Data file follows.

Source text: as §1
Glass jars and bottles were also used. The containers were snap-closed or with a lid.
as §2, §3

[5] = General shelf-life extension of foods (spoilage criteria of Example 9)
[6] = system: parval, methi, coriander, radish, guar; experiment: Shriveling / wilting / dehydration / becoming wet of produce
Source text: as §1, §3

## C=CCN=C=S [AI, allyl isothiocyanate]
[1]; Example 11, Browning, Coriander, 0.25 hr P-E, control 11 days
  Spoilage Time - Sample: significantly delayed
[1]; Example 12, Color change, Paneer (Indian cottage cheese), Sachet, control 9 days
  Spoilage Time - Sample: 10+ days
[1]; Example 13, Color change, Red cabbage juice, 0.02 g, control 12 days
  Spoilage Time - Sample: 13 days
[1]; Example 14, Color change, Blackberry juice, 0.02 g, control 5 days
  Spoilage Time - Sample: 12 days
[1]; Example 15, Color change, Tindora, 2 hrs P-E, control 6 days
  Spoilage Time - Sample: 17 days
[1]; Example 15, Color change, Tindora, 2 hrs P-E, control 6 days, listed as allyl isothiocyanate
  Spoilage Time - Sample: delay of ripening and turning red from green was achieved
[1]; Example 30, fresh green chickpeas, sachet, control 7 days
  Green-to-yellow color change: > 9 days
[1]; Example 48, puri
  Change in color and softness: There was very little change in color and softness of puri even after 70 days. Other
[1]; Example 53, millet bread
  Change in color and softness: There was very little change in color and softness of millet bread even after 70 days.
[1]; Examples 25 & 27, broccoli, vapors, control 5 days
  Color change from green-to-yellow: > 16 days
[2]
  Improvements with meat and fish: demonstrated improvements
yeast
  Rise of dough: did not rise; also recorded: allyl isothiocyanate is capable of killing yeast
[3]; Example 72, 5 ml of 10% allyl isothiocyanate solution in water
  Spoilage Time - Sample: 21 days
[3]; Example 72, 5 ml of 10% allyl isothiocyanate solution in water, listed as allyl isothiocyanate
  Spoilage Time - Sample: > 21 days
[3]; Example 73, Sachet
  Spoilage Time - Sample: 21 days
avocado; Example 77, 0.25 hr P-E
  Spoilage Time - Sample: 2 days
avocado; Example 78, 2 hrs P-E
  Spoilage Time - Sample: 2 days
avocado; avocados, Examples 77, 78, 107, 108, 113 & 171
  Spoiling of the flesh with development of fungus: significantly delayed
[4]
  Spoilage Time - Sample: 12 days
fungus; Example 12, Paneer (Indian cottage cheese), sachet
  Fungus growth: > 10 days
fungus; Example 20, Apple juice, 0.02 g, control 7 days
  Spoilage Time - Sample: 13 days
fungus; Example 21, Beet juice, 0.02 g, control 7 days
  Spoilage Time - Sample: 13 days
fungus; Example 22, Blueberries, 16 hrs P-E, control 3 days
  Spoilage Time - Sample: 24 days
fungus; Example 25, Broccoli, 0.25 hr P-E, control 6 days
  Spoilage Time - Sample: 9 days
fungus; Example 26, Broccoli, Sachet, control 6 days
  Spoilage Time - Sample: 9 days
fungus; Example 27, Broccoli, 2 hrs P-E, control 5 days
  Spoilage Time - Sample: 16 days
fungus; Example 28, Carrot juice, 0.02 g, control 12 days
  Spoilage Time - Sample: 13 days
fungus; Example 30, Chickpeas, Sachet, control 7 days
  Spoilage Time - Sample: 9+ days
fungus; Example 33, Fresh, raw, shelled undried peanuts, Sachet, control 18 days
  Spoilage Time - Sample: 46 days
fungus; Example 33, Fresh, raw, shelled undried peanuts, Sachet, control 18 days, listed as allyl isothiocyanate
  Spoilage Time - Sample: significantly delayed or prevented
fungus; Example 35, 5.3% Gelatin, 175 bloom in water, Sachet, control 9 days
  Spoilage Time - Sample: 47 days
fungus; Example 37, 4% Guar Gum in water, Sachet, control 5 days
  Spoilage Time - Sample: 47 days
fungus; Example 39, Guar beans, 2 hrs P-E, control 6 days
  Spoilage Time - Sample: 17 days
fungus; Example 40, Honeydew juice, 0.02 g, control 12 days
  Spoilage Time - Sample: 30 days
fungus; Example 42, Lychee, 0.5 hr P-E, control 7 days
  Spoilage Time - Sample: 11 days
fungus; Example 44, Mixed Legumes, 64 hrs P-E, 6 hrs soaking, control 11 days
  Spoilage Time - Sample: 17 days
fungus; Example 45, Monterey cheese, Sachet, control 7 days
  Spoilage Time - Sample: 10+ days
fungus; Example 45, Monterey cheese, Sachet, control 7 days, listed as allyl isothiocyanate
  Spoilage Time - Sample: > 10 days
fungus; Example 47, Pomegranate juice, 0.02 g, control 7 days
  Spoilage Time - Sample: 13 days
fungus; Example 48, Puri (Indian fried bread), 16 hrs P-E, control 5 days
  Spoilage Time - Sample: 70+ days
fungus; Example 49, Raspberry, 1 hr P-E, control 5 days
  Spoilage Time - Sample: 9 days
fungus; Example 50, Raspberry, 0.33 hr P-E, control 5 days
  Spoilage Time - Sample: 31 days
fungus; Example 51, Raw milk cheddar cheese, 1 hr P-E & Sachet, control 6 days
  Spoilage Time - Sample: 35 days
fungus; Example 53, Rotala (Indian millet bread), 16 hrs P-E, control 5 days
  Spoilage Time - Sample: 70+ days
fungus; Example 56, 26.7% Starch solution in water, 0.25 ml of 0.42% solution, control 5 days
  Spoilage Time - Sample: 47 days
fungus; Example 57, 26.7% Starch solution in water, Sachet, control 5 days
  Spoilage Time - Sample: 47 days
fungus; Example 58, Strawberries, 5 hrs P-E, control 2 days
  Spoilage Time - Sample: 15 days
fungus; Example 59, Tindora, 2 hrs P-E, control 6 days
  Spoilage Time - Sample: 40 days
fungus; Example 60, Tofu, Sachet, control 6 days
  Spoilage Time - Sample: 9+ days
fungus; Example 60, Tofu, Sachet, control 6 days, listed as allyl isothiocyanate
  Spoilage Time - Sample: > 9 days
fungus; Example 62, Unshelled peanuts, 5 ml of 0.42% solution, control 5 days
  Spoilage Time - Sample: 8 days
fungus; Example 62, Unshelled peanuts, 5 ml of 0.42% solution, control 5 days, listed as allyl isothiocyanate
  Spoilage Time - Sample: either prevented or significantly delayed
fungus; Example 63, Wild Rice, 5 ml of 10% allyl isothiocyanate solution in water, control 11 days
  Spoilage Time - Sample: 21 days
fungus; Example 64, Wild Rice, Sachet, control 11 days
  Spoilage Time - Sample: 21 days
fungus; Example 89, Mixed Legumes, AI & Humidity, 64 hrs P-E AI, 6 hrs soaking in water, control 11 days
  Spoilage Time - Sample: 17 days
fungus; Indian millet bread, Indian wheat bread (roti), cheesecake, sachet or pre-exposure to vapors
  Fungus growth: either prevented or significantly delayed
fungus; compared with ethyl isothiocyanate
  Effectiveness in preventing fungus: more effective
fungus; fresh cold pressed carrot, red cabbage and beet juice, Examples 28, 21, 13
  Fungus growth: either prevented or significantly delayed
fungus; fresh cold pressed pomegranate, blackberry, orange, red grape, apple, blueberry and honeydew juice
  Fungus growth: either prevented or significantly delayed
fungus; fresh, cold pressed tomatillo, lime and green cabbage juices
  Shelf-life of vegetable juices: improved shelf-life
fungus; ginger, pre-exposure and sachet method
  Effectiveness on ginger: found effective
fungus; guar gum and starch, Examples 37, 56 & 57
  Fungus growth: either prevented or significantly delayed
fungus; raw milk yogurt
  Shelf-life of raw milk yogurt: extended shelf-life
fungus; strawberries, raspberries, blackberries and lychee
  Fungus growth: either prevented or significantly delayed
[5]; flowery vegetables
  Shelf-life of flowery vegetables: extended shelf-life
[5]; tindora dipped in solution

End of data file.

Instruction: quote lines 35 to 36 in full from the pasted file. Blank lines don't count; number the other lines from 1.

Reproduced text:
  Spoilage Time - Sample: > 21 days
[3]; Example 73, Sachet